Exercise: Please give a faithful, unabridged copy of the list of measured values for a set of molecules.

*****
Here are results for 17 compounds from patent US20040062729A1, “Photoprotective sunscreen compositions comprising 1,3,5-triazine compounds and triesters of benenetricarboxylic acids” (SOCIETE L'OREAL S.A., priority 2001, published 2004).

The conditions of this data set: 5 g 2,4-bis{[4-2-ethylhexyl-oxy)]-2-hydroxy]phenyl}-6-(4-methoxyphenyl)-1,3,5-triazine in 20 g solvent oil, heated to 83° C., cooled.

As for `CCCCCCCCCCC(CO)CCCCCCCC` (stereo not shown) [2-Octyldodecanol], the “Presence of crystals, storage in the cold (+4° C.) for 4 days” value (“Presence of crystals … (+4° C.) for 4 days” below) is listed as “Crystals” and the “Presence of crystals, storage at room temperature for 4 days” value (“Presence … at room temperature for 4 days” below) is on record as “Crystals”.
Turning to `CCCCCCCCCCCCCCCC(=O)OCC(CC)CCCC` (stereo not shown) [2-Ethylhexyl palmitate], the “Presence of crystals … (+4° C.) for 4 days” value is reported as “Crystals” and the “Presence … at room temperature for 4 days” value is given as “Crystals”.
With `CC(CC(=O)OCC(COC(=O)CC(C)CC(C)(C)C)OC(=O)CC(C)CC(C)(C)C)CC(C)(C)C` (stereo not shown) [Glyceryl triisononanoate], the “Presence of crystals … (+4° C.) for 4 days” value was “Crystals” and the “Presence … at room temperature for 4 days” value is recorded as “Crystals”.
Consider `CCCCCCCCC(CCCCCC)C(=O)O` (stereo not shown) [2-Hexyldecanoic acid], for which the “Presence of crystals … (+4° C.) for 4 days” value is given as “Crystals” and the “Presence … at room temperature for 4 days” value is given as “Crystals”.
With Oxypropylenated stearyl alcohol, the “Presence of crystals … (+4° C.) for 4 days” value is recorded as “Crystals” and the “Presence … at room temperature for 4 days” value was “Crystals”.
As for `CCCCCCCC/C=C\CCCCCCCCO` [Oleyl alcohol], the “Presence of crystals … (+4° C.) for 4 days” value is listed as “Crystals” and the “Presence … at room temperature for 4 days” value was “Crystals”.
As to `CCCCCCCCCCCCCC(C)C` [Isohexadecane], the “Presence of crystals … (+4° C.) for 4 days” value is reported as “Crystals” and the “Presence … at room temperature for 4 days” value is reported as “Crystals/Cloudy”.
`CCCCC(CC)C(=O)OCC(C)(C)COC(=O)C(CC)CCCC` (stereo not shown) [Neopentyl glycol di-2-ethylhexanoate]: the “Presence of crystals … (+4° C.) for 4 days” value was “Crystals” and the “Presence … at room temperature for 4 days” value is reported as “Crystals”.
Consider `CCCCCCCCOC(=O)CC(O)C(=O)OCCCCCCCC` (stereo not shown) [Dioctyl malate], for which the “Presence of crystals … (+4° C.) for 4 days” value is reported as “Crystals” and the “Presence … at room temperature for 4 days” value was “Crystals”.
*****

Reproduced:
Here are results for 17 compounds from patent US20040062729A1, “Photoprotective sunscreen compositions comprising 1,3,5-triazine compounds and triesters of benenetricarboxylic acids” (SOCIETE L'OREAL S.A., priority 2001, published 2004).

The conditions of this data set: 5 g 2,4-bis{[4-2-ethylhexyl-oxy)]-2-hydroxy]phenyl}-6-(4-methoxyphenyl)-1,3,5-triazine in 20 g solvent oil, heated to 83° C., cooled.

As for `CCCCCCCCCCC(CO)CCCCCCCC` (stereo not shown) [2-Octyldodecanol], the “Presence of crystals, storage in the cold (+4° C.) for 4 days” value (“Presence of crystals … (+4° C.) for 4 days” below) is listed as “Crystals” and the “Presence of crystals, storage at room temperature for 4 days” value (“Presence … at room temperature for 4 days” below) is on record as “Crystals”.
Turning to `CCCCCCCCCCCCCCCC(=O)OCC(CC)CCCC` (stereo not shown) [2-Ethylhexyl palmitate], the “Presence of crystals … (+4° C.) for 4 days” value is reported as “Crystals” and the “Presence … at room temperature for 4 days” value is given as “Crystals”.
With `CC(CC(=O)OCC(COC(=O)CC(C)CC(C)(C)C)OC(=O)CC(C)CC(C)(C)C)CC(C)(C)C` (stereo not shown) [Glyceryl triisononanoate], the “Presence of crystals … (+4° C.) for 4 days” value was “Crystals” and the “Presence … at room temperature for 4 days” value is recorded as “Crystals”.
Consider `CCCCCCCCC(CCCCCC)C(=O)O` (stereo not shown) [2-Hexyldecanoic acid], for which the “Presence of crystals … (+4° C.) for 4 days” value is given as “Crystals” and the “Presence … at room temperature for 4 days” value is given as “Crystals”.
With Oxypropylenated stearyl alcohol, the “Presence of crystals … (+4° C.) for 4 days” value is recorded as “Crystals” and the “Presence … at room temperature for 4 days” value was “Crystals”.
As for `CCCCCCCC/C=C\CCCCCCCCO` [Oleyl alcohol], the “Presence of crystals … (+4° C.) for 4 days” value is listed as “Crystals” and the “Presence … at room temperature for 4 days” value was “Crystals”.
As to `CCCCCCCCCCCCCC(C)C` [Isohexadecane], the “Presence of crystals … (+4° C.) for 4 days” value is reported as “Crystals” and the “Presence … at room temperature for 4 days” value is reported as “Crystals/Cloudy”.
`CCCCC(CC)C(=O)OCC(C)(C)COC(=O)C(CC)CCCC` (stereo not shown) [Neopentyl glycol di-2-ethylhexanoate]: the “Presence of crystals … (+4° C.) for 4 days” value was “Crystals” and the “Presence … at room temperature for 4 days” value is reported as “Crystals”.
Consider `CCCCCCCCOC(=O)CC(O)C(=O)OCCCCCCCC` (stereo not shown) [Dioctyl malate], for which the “Presence of crystals … (+4° C.) for 4 days” value is reported as “Crystals” and the “Presence … at room temperature for 4 days” value was “Crystals”.